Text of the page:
One of the Boeing 767s that will be used by the Brazilian air force as an in-flight refuelling tanker is to be converted in Brazil, under an agreement with prime contractor Israel Aerospace Industries.
Brazil's air force command in March 2013 selected IAI for the conversion of two 767-300ER commercial aircraft into tankers, with the deal including options for two more. The Israeli company's Bedek division will modify the first aircraft, with TAP subsidiary TAP Manutenção e Engenharia Brasil to prepare the second in Brazil.
The configuration of the converted 767s will be similar to that of the Brazilian air force's current three operational Boeing 707-based KC-137s, which are equipped with two hose and drogue refuelling pods to support the service's fighters. This will also make the new type compatible with the winner of Brazil's delayed F-X2 competition between the Boeing F/A-18E/F Super Hornet, Dassault Rafale and Saab Gripen.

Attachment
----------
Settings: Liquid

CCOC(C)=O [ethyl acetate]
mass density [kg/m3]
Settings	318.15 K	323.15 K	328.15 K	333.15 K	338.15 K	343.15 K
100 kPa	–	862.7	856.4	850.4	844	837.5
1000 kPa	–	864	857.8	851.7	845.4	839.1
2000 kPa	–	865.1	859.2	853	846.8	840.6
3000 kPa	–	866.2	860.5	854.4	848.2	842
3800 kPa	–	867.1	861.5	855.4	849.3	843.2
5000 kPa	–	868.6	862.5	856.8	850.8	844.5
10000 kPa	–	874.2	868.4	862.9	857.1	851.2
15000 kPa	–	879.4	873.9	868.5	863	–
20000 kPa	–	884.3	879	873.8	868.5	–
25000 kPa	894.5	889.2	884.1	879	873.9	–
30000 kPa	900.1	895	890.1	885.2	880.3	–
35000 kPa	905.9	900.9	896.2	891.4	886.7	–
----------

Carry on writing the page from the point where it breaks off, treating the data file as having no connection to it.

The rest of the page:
IAI offers modified 767s in a flexible configuration comprising under-wing pods, a refuelling boom or both. The company has previously supplied one 767-based tanker to Colombia, which operates the type as the Jupiter.
To be performed under IAI supervision, the local conversion is part of the company's effort to increase its co-operation with industry in Brazil.
IAI chief executive Joseph Weiss says the company intends to integrate into the Brazilian defence and security markets by strengthening ties with local industry. "We already have a number of business proposals which are currently under review," he notes.